CARACAS, February 8. /TASS/. Possible US aggression against Caracas cannot be justified, Venezuela’s President Nicolas Maduro told reporters on Friday.
"The United States has no excuse for its possible aggression against Venezuela," Maduro said. "We have recently revealed a conspiracy to stage a coup, funded and supported from Colombia," he noted. "We were able to maintain peace in the country, a civil-military alliance," he added.
"The scheme for Venezuela is more or less similar to what they did to Libya in order to seize its natural resources," Maduro noted.
According to the Venezuelan president, Western countries are trying "to install a ‘new Pinochet’ in Venezuela." "If only potatoes or bananas were grown in Venezuela, nothing like that could ever happen, but we have lots of natural resources," he said.
"Venezuela’s government is functioning. The government and justice [bodies] are doing 100% of work," Maduro continued. "Venezuela is run by elected President Nicolas Maduro," he emphasized.
The president vowed that "peace will come" to the country next week, and that he will keep exercising power. "We will be moving on," he promised.
"The document adopted by the National Assembly - on 'transitioning to democracy' - represents a coup attempt and violation of the constitution," Maduro said. "The document states that new presidential election should be held in the next 12 months," he added.
"At the same time, what they did with humanitarian aid is a cheap spectacle. This is humiliating for Venezuela," he noted.
"Others are trying to destroy the country's independence and sovereignty under the pretext of humanitarian aid delivery. They are trying to destabilize our country, but their enterprise was not successful," Maduro said.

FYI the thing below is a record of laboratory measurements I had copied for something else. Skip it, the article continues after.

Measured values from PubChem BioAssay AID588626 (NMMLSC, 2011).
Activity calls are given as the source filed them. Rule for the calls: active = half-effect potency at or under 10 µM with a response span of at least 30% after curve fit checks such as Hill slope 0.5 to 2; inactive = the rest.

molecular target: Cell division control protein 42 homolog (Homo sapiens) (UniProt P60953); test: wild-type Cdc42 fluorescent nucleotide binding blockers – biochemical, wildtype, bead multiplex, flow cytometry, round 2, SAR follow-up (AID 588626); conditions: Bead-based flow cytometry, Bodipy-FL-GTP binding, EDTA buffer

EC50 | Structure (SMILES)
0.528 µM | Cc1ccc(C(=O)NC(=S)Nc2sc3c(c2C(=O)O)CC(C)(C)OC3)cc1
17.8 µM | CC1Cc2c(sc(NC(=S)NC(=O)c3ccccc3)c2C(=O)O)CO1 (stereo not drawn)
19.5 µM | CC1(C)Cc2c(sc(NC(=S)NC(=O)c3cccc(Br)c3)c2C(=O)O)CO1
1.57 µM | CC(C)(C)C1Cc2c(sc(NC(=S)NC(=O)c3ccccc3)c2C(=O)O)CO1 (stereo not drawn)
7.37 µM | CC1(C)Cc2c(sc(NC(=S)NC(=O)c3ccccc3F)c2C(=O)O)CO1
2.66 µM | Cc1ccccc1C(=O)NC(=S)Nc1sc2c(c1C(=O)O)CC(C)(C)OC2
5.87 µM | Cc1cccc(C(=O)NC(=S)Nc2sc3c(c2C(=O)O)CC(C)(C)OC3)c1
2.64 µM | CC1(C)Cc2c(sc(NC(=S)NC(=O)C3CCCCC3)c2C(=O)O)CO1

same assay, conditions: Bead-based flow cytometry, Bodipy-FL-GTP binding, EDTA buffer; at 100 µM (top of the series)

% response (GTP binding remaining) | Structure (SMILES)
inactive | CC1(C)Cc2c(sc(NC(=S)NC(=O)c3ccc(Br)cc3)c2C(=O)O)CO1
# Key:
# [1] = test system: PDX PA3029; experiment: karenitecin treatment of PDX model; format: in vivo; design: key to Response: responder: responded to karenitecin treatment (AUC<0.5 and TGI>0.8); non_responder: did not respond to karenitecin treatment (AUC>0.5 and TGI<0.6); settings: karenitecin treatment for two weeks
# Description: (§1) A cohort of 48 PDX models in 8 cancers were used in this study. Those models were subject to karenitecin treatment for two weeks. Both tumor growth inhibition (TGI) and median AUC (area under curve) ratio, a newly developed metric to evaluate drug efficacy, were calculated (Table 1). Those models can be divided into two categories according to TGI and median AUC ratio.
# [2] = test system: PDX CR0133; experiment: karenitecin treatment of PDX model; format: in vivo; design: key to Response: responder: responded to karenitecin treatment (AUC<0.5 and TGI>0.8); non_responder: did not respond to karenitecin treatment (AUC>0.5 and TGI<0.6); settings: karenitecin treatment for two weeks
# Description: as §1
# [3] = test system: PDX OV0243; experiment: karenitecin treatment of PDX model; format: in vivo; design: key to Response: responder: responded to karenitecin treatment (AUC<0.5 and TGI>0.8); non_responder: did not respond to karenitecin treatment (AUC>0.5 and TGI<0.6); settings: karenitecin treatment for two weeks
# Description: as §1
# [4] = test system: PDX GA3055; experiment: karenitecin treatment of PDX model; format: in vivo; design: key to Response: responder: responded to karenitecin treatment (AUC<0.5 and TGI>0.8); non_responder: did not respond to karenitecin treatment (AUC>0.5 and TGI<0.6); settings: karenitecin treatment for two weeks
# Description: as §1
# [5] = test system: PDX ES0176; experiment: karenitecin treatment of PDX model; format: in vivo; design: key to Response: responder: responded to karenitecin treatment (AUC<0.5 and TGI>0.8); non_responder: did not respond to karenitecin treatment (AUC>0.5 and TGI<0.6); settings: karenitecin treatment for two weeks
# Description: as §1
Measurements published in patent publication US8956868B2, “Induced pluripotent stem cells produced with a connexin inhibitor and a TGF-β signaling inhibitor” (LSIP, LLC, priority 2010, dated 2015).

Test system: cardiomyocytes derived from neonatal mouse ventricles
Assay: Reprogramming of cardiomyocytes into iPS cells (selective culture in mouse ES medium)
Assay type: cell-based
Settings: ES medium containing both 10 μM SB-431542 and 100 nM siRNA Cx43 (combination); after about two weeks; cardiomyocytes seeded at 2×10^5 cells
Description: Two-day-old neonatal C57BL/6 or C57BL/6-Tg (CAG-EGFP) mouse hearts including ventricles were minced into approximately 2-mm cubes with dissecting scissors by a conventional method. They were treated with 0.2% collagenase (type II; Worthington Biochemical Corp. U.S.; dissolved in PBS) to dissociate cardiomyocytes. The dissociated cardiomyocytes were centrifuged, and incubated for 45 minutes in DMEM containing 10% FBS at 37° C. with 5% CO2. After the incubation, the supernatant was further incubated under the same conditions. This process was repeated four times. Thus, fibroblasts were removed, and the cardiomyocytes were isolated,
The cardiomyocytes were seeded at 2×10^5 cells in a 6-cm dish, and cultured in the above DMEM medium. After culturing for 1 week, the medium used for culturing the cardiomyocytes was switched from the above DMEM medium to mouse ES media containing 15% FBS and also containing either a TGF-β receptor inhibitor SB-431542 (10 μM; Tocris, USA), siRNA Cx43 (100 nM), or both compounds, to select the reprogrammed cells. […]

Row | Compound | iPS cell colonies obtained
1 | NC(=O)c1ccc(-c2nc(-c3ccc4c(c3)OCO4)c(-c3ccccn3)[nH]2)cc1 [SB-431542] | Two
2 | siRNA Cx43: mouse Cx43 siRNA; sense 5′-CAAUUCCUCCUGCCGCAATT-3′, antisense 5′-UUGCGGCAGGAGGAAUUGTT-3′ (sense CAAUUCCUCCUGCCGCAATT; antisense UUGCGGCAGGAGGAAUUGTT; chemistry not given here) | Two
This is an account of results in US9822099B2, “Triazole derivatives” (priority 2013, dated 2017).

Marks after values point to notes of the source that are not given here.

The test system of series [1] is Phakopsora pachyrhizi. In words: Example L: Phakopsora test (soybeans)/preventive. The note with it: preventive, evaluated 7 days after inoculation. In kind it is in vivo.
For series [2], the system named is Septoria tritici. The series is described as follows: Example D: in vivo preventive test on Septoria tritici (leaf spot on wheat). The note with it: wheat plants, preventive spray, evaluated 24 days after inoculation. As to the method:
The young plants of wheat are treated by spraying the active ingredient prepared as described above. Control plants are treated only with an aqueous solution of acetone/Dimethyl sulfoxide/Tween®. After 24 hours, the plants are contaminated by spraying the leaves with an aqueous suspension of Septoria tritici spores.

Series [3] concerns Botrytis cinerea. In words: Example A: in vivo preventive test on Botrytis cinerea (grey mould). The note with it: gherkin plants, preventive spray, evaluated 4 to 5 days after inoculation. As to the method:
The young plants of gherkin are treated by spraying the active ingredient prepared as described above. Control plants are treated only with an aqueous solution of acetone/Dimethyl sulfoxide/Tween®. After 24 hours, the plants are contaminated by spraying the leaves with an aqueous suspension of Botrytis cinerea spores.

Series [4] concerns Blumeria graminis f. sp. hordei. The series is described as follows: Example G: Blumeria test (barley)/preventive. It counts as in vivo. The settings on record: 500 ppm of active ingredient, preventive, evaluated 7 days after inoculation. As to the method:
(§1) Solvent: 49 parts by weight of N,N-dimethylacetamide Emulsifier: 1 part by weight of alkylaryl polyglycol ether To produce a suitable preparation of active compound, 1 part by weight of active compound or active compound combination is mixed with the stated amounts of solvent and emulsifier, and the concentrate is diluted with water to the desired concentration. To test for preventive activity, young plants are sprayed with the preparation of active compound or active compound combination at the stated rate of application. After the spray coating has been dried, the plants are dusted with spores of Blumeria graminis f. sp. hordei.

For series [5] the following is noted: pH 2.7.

The Venezuelan president called on the opposition to stop ruining the country. "Those opposing the government are on the wrong side of history," he noted.
VIVOplay TV channel reported on Thursday that first containers with humanitarian aid have arrived to the Colombian city of Cucuta at the Venezuelan border.
Politicas crisis in Venezuela
On January 23, the leader of Venezuela’s opposition Juan Guaido, whose appointment as parliamentary speaker had been annulled by the Supreme Court two days before that, declared himself as interim president. On the same day, the United States recognized him as acting head of state. So did the Lima Group countries (excluding Mexico), the Organization of American States, and a number of other countries. Venezuelan President Nicolas Maduro slammed this as an attempted coup and severed diplomatic ties with the US.
Some European countries gave an ultimatum to Maduro, urging him to call an early presidential election within eight days. After the deadline had expired, they recognized Guaido as interim president.
Russia, Belarus, Bolivia, Iran, China, Cuba, Nicaragua, El Salvador, Syria and Turkey stood up for Maduro’s support. UN Secretary-General Antonio Guterres called for dialogue to resolve the crisis.